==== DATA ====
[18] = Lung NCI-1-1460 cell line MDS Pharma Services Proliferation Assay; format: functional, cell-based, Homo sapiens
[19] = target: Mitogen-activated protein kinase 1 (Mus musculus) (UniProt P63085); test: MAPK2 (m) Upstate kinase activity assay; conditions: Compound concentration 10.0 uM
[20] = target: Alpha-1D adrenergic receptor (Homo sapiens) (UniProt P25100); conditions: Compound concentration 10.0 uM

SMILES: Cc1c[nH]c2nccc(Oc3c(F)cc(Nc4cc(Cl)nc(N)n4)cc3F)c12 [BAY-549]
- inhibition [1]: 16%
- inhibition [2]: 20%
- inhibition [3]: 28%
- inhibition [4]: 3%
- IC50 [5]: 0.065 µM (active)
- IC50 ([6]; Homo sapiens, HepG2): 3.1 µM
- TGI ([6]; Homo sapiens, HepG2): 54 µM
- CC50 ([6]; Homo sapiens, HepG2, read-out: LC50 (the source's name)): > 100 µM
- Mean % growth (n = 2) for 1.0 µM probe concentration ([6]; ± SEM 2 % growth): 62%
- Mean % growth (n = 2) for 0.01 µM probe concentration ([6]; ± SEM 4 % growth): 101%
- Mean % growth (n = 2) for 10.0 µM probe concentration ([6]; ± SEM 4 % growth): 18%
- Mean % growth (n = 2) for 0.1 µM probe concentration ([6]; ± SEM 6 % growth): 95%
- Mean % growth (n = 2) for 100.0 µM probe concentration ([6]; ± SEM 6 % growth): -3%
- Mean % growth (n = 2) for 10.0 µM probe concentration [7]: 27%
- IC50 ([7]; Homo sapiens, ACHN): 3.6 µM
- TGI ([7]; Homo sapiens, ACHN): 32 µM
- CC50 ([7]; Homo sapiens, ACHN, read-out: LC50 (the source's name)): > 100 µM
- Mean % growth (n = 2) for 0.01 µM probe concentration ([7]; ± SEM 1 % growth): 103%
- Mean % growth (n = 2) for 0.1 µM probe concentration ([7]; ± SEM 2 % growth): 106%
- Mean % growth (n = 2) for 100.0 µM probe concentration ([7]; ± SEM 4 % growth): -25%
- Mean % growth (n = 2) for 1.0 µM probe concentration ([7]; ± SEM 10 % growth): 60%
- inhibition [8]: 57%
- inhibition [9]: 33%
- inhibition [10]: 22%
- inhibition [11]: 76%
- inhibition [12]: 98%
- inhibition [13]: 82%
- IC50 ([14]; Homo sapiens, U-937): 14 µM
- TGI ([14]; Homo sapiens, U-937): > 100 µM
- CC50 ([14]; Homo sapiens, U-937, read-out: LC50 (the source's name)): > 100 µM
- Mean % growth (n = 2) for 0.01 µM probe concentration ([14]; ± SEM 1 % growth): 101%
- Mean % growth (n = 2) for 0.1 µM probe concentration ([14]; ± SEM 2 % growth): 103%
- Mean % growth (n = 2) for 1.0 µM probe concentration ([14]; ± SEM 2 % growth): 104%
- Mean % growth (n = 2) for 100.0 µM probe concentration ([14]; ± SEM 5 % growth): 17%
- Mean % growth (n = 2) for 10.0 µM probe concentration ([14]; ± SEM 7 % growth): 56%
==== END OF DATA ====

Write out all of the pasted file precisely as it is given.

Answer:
[18] = Lung NCI-1-1460 cell line MDS Pharma Services Proliferation Assay; format: functional, cell-based, Homo sapiens
[19] = target: Mitogen-activated protein kinase 1 (Mus musculus) (UniProt P63085); test: MAPK2 (m) Upstate kinase activity assay; conditions: Compound concentration 10.0 uM
[20] = target: Alpha-1D adrenergic receptor (Homo sapiens) (UniProt P25100); conditions: Compound concentration 10.0 uM

SMILES: Cc1c[nH]c2nccc(Oc3c(F)cc(Nc4cc(Cl)nc(N)n4)cc3F)c12 [BAY-549]
- inhibition [1]: 16%
- inhibition [2]: 20%
- inhibition [3]: 28%
- inhibition [4]: 3%
- IC50 [5]: 0.065 µM (active)
- IC50 ([6]; Homo sapiens, HepG2): 3.1 µM
- TGI ([6]; Homo sapiens, HepG2): 54 µM
- CC50 ([6]; Homo sapiens, HepG2, read-out: LC50 (the source's name)): > 100 µM
- Mean % growth (n = 2) for 1.0 µM probe concentration ([6]; ± SEM 2 % growth): 62%
- Mean % growth (n = 2) for 0.01 µM probe concentration ([6]; ± SEM 4 % growth): 101%
- Mean % growth (n = 2) for 10.0 µM probe concentration ([6]; ± SEM 4 % growth): 18%
- Mean % growth (n = 2) for 0.1 µM probe concentration ([6]; ± SEM 6 % growth): 95%
- Mean % growth (n = 2) for 100.0 µM probe concentration ([6]; ± SEM 6 % growth): -3%
- Mean % growth (n = 2) for 10.0 µM probe concentration [7]: 27%
- IC50 ([7]; Homo sapiens, ACHN): 3.6 µM
- TGI ([7]; Homo sapiens, ACHN): 32 µM
- CC50 ([7]; Homo sapiens, ACHN, read-out: LC50 (the source's name)): > 100 µM
- Mean % growth (n = 2) for 0.01 µM probe concentration ([7]; ± SEM 1 % growth): 103%
- Mean % growth (n = 2) for 0.1 µM probe concentration ([7]; ± SEM 2 % growth): 106%
- Mean % growth (n = 2) for 100.0 µM probe concentration ([7]; ± SEM 4 % growth): -25%
- Mean % growth (n = 2) for 1.0 µM probe concentration ([7]; ± SEM 10 % growth): 60%
- inhibition [8]: 57%
- inhibition [9]: 33%
- inhibition [10]: 22%
- inhibition [11]: 76%
- inhibition [12]: 98%
- inhibition [13]: 82%
- IC50 ([14]; Homo sapiens, U-937): 14 µM
- TGI ([14]; Homo sapiens, U-937): > 100 µM
- CC50 ([14]; Homo sapiens, U-937, read-out: LC50 (the source's name)): > 100 µM
- Mean % growth (n = 2) for 0.01 µM probe concentration ([14]; ± SEM 1 % growth): 101%
- Mean % growth (n = 2) for 0.1 µM probe concentration ([14]; ± SEM 2 % growth): 103%
- Mean % growth (n = 2) for 1.0 µM probe concentration ([14]; ± SEM 2 % growth): 104%
- Mean % growth (n = 2) for 100.0 µM probe concentration ([14]; ± SEM 5 % growth): 17%
- Mean % growth (n = 2) for 10.0 µM probe concentration ([14]; ± SEM 7 % growth): 56%